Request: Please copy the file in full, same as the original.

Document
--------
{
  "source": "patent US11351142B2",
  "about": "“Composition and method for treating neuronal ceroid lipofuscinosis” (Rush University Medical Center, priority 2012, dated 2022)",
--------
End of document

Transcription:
{
  "source": "patent US11351142B2",
  "about": "“Composition and method for treating neuronal ceroid lipofuscinosis” (Rush University Medical Center, priority 2012, dated 2022)",